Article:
PET radioligands are usually administered by intravenous (i.v.) injection in (ante)cubital fossa (elbow pit) or wrist. In clinical PET studies, patients may have fragile or poorly accessible veins, resulting occasionally in paravenous radioligand injections and dose extravasations (Boellaard et al, 2008; Boellaard, 2009; Osman et al, 2011; Silva-Rodriguez et al, 2014). In mouse studies PET tracer is usually injected into the mouse tail vein, which also often leads to extravasation (Vines et al., 2011; Lasnon et al., 2015). Part of the dose remains longer in the injection site, and is not being effectively administered, thus leading to overestimation of the administered dose (Boellaard et al, 2008; Silva-Rodriguez et al, 2014; Lee et al., 2016). Injected dose is used in SUV and total clearance calculations.
In human studies, extravasations are under-reported because the injection site is usually not included in the PET field-of-view. Considering this, Osman et al (2011) reported that extravasation is encountered in 1/10 of PET studies, and it caused marked underestimation in FDG SUV. Williams et al (2016) detected extravasation in 30% of FDG studies using a topical sensor, but injection site infiltration was resolved in some cases before the PET late-scan. Procedure guideline for FDG PET (Boellaard et al, 2015) states that any problems with FDG administration must be reported, and if extravasation is suspected, then the injection area should be imaged. Administered dose can then be corrected for the “leaked” radioligand (Miyashita et al, 2007; Silva-Rodriguez et al, 2014). Infusion pump systems may also be used to reduce the frequency of extravasations (Krumrey et al, 2009).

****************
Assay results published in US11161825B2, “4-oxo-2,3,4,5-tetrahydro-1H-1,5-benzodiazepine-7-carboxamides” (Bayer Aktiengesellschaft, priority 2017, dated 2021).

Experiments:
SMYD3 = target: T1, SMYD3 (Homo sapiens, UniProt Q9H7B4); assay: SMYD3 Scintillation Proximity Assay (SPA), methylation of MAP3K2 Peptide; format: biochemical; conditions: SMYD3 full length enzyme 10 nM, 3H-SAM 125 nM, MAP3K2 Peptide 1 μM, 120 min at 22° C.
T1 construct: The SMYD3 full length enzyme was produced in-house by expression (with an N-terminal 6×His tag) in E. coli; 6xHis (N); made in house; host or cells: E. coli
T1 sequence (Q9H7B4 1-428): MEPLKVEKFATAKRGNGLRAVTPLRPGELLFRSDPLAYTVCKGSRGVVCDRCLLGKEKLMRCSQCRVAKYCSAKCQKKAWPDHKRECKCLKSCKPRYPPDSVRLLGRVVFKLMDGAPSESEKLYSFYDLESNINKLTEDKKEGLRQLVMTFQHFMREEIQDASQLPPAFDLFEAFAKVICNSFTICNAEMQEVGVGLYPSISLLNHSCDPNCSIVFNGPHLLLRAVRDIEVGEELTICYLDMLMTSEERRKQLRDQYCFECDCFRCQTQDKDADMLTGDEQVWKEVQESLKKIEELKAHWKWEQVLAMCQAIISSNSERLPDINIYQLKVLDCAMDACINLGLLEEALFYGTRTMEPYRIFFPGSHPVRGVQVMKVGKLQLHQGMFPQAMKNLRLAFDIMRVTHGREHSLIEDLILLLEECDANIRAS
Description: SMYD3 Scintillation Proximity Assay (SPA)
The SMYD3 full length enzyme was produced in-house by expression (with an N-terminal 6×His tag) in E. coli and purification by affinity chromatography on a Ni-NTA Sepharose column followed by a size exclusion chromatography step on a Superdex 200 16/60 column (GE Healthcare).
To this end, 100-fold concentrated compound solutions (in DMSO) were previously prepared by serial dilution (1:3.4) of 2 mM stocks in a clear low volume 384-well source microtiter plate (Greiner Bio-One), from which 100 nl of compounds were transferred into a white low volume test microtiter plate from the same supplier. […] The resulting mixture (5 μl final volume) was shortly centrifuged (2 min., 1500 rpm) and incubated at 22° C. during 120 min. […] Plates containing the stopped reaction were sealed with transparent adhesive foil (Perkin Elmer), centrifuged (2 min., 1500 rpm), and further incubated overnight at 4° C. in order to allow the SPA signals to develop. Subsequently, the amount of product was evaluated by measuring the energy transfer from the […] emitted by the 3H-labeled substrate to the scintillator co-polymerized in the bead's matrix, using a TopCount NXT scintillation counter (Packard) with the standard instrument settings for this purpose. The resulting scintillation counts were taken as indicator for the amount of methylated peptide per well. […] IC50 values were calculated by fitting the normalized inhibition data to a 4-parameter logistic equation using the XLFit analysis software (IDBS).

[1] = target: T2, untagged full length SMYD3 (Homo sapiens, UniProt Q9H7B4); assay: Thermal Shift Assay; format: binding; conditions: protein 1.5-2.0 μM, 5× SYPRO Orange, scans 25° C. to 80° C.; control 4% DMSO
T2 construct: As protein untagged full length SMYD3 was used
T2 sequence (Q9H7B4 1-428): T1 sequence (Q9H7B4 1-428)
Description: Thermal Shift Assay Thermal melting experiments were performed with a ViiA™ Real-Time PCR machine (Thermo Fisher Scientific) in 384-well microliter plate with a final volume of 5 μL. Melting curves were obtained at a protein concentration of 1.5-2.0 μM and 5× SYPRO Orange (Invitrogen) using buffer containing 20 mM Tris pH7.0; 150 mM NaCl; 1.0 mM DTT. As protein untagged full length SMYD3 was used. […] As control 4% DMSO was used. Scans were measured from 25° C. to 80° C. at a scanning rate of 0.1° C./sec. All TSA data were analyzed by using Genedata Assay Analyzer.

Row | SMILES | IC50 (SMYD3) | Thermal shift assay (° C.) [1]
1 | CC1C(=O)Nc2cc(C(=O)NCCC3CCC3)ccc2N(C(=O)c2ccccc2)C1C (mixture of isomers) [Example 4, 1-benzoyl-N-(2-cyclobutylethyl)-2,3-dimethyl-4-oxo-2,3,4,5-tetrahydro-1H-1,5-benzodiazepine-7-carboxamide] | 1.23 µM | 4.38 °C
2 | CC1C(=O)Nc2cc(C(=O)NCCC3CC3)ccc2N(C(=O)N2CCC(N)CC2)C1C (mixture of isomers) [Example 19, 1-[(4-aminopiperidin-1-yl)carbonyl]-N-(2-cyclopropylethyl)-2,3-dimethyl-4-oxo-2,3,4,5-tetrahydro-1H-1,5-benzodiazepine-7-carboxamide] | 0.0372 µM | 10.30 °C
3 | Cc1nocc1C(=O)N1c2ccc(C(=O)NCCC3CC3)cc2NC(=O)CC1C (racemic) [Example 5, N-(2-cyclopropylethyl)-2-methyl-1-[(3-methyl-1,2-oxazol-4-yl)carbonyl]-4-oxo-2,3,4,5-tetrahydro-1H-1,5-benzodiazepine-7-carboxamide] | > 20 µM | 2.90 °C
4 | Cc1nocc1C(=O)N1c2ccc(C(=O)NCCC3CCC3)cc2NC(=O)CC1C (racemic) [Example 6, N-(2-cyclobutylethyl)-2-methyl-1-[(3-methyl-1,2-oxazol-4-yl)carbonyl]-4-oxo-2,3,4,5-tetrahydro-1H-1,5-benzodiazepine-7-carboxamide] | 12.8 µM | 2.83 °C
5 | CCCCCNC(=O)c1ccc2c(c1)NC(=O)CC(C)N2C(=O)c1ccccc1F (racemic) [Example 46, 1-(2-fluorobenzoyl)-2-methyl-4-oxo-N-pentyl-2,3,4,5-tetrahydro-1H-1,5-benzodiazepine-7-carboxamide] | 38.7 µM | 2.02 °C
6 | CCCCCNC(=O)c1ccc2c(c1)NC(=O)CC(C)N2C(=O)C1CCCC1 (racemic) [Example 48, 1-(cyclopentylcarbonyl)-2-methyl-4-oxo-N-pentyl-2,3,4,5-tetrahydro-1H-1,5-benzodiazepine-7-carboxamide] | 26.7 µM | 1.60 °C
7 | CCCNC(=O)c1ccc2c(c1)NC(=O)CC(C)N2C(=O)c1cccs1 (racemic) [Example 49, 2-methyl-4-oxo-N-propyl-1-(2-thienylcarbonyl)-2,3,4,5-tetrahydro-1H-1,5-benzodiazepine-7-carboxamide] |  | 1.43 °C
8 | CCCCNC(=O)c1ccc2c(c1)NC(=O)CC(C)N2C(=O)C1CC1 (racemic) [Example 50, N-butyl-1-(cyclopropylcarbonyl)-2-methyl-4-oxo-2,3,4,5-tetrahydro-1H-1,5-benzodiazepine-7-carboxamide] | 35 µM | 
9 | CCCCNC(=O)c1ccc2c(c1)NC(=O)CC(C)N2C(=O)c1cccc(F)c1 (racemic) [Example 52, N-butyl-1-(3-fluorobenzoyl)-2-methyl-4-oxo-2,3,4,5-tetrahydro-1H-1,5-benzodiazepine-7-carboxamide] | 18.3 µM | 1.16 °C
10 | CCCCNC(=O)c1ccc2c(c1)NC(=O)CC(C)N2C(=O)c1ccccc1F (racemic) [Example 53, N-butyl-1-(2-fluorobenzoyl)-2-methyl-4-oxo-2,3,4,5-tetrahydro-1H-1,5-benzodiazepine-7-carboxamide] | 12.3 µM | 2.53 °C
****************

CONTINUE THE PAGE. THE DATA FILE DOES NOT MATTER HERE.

Extravasation may lead to intense radioactivity inside or outside of the PET field-of-view (for instance in the injection site or lymph node), which can cause overcorrection of scatter background, and that can lead to severe bias in region-of-interest radioactivity concentrations. Erthal et al (2017) reported a case where extravasation in 82Rb PET caused false-positive diagnosis of myocardial ischemia, until image was reconstructed again applying a limit for scatter correction.
Extravasation of PET radioligands does not cause harm to patients, but therapeutic radiopharmaceuticals may cause severe tissue lesions (van der Pol et al., 2017). Some formulations, especially with pH <5 or >9, may cause irritation if they leak into the tissue.
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Updated at: 2018-06-14
Created at: 2016-04-12
Written by: Vesa Oikonen